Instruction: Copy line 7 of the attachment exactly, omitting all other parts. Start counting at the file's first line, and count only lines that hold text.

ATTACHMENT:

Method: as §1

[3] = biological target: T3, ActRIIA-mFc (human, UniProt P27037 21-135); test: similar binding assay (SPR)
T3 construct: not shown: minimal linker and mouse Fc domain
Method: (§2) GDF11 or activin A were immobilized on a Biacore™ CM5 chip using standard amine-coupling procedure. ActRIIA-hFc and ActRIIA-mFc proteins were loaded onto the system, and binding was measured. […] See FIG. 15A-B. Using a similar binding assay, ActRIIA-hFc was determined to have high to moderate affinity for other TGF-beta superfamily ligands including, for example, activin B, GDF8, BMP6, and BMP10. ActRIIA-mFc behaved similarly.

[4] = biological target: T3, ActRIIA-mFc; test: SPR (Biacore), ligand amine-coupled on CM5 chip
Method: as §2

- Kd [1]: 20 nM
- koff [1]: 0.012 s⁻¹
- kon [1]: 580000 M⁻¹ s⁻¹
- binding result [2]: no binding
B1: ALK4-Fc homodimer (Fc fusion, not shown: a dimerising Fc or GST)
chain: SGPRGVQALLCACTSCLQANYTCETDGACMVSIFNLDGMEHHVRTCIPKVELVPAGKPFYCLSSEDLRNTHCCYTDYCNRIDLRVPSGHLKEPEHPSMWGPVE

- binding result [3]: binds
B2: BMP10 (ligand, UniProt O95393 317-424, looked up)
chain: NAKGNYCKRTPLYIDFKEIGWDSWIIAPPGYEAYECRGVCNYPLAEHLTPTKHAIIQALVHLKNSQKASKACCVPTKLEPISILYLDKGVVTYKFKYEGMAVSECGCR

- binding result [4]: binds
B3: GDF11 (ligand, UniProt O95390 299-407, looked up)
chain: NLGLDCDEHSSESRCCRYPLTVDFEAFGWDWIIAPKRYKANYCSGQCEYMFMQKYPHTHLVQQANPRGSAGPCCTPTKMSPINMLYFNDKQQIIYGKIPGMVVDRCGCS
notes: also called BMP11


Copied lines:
- Kd [1]: 20 nM